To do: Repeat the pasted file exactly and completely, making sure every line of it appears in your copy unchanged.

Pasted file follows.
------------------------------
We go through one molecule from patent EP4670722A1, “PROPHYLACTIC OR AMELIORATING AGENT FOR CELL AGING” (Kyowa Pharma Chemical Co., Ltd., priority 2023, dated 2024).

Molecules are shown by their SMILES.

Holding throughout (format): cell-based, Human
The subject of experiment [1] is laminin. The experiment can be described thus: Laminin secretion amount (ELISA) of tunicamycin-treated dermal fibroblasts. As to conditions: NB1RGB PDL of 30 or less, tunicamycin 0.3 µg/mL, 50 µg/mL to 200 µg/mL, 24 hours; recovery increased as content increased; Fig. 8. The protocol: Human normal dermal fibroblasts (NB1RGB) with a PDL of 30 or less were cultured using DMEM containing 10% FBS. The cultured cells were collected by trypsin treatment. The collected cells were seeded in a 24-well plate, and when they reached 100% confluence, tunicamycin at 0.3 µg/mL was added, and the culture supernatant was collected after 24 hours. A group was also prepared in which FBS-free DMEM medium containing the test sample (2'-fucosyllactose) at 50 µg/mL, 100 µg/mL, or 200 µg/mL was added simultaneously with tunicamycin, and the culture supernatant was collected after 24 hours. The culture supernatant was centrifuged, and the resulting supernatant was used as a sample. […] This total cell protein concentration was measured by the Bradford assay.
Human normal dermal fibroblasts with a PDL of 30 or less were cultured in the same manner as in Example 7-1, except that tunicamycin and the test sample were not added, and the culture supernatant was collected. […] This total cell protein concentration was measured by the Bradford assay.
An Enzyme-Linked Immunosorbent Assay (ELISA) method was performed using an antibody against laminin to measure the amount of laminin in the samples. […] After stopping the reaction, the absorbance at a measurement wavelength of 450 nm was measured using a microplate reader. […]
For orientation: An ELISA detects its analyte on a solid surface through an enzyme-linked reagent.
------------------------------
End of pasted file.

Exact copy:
We go through one molecule from patent EP4670722A1, “PROPHYLACTIC OR AMELIORATING AGENT FOR CELL AGING” (Kyowa Pharma Chemical Co., Ltd., priority 2023, dated 2024).

Molecules are shown by their SMILES.

Holding throughout (format): cell-based, Human
The subject of experiment [1] is laminin. The experiment can be described thus: Laminin secretion amount (ELISA) of tunicamycin-treated dermal fibroblasts. As to conditions: NB1RGB PDL of 30 or less, tunicamycin 0.3 µg/mL, 50 µg/mL to 200 µg/mL, 24 hours; recovery increased as content increased; Fig. 8. The protocol: Human normal dermal fibroblasts (NB1RGB) with a PDL of 30 or less were cultured using DMEM containing 10% FBS. The cultured cells were collected by trypsin treatment. The collected cells were seeded in a 24-well plate, and when they reached 100% confluence, tunicamycin at 0.3 µg/mL was added, and the culture supernatant was collected after 24 hours. A group was also prepared in which FBS-free DMEM medium containing the test sample (2'-fucosyllactose) at 50 µg/mL, 100 µg/mL, or 200 µg/mL was added simultaneously with tunicamycin, and the culture supernatant was collected after 24 hours. The culture supernatant was centrifuged, and the resulting supernatant was used as a sample. […] This total cell protein concentration was measured by the Bradford assay.
Human normal dermal fibroblasts with a PDL of 30 or less were cultured in the same manner as in Example 7-1, except that tunicamycin and the test sample were not added, and the culture supernatant was collected. […] This total cell protein concentration was measured by the Bradford assay.
An Enzyme-Linked Immunosorbent Assay (ELISA) method was performed using an antibody against laminin to measure the amount of laminin in the samples. […] After stopping the reaction, the absorbance at a measurement wavelength of 450 nm was measured using a microplate reader. […]
For orientation: An ELISA detects its analyte on a solid surface through an enzyme-linked reagent.